North Carolina Business Court

Eleven days before it is due, you FedEx your Notice of Appeal to the county courthouse, return-receipt requested. Seven days before it is due, you receive an e-mail confirmation that the document was, in fact, delivered.  You have timely appealed, right?

Maybe not. In Hefner v. Mission Hospital, a Business Court case, a final order was filed-stamped in the county courthouse on December 17, 2015, starting the thirty-day clock during which the plaintiff could file a notice of appeal. … Continue Reading

A few months ago, Hanesbrands Inc. sued a former executive to recover the value of certain stock units and options because of her alleged defection to a competitor.  Hanesbrands filed a “Notice of Designation” so that the case could proceed in the North Carolina Business Court because it involves securities law and the law governing corporations.  The Chief Justice of the Supreme Court agreed and designated the case as “mandatory complex business,” proceeding before Chief Judge Jim Gale. … Continue Reading

Yesterday the North Carolina Court of Appeals issued what I am going to be so bold as to call the most highly anticipated opinion in 2015 for appellate practitioners. For those new to the Ehrenhaus discussion, take a look at our prior posts here and here and here. The central question is whether the provision in Appellate Rule 3 requiring that a notice of appeal be filed “with the clerk of superior court” can, in a North Carolina Business Court case, be satisfied by e-filing the notice of appeal through the Business Court website, or can only be satisfied by timely filing of the notice of appeal with the clerk of superior court in the case’s “home county.”… Continue Reading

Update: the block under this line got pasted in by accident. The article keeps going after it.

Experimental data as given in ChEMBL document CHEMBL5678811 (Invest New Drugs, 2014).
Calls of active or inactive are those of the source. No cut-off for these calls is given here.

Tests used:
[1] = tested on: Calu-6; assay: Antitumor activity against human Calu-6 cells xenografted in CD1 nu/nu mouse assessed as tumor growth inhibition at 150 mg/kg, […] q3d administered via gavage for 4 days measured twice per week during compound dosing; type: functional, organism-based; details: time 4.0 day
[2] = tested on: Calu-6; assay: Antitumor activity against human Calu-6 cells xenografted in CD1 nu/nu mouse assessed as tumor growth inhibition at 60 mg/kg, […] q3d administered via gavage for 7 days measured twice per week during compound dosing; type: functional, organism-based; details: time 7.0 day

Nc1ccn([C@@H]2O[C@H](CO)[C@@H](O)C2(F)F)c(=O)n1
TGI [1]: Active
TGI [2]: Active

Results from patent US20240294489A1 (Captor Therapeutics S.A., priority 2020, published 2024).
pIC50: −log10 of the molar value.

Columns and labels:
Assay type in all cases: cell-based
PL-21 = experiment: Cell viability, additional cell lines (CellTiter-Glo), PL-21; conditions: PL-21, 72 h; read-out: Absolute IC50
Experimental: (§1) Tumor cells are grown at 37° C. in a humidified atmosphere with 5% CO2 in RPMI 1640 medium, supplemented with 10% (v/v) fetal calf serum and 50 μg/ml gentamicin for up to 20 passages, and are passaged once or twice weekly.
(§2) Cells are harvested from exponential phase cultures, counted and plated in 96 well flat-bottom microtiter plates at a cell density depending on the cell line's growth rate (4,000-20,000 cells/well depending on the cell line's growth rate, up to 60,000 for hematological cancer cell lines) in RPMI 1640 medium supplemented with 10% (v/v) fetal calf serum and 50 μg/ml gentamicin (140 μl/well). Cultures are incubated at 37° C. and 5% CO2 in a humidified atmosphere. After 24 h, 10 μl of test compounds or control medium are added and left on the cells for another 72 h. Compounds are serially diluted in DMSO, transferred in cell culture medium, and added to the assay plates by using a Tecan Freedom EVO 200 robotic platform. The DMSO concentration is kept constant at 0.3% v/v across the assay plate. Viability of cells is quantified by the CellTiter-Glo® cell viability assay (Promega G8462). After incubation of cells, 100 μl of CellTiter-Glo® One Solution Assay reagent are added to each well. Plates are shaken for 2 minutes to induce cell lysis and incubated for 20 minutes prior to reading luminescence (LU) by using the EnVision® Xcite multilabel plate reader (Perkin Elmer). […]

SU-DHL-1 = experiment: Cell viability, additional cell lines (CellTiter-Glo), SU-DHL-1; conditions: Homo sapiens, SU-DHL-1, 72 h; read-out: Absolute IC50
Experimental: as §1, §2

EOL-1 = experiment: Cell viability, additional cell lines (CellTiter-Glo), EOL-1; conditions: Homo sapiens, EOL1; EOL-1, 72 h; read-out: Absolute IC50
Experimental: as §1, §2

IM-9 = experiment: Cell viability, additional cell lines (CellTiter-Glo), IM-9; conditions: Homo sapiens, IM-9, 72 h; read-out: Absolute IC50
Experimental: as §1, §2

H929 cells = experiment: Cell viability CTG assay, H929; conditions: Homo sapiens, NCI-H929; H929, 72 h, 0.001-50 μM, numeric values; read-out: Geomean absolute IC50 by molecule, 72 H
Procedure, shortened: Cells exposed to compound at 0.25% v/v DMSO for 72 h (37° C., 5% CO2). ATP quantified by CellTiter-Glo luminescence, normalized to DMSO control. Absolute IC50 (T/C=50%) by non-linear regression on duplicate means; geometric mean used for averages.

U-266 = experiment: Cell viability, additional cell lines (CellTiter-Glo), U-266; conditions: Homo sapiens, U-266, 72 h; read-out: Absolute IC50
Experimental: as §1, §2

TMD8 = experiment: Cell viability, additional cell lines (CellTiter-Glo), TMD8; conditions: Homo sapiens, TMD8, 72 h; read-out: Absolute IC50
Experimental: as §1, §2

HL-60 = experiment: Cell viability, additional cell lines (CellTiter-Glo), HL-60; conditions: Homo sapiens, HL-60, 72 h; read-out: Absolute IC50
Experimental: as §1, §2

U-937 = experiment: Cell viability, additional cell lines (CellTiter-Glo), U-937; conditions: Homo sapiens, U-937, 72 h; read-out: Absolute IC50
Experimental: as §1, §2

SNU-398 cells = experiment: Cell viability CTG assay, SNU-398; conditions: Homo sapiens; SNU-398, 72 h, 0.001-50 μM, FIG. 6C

The fine print to the Business Court Modernization Act poses a jurisdictional trap for those wishing to appeal from a Business Court order.  Signed into law on August 6, 2014, the Act made a number of changes for Business Court cases and otherwise, as we have discussed before.

One of the biggest changes is the provision of direct appeals from the Business Court to the Supreme Court of North Carolina, now codified at N.C.Continue Reading

Your Supreme Court has been busy lately.  Here’s a snapshot of the Court’s oral argument workload for 2015-to-date, compared to the same period last year:

Supreme Court Oral Arguments
2014 2015
January 6 6
February 12 9
March 5 17
April 6 13
May 6 5
TOTAL 35 50

These figures comport with those presented yesterday by Chief Justice Mark Martin during a speech to the Wake County Bar Association. … Continue Reading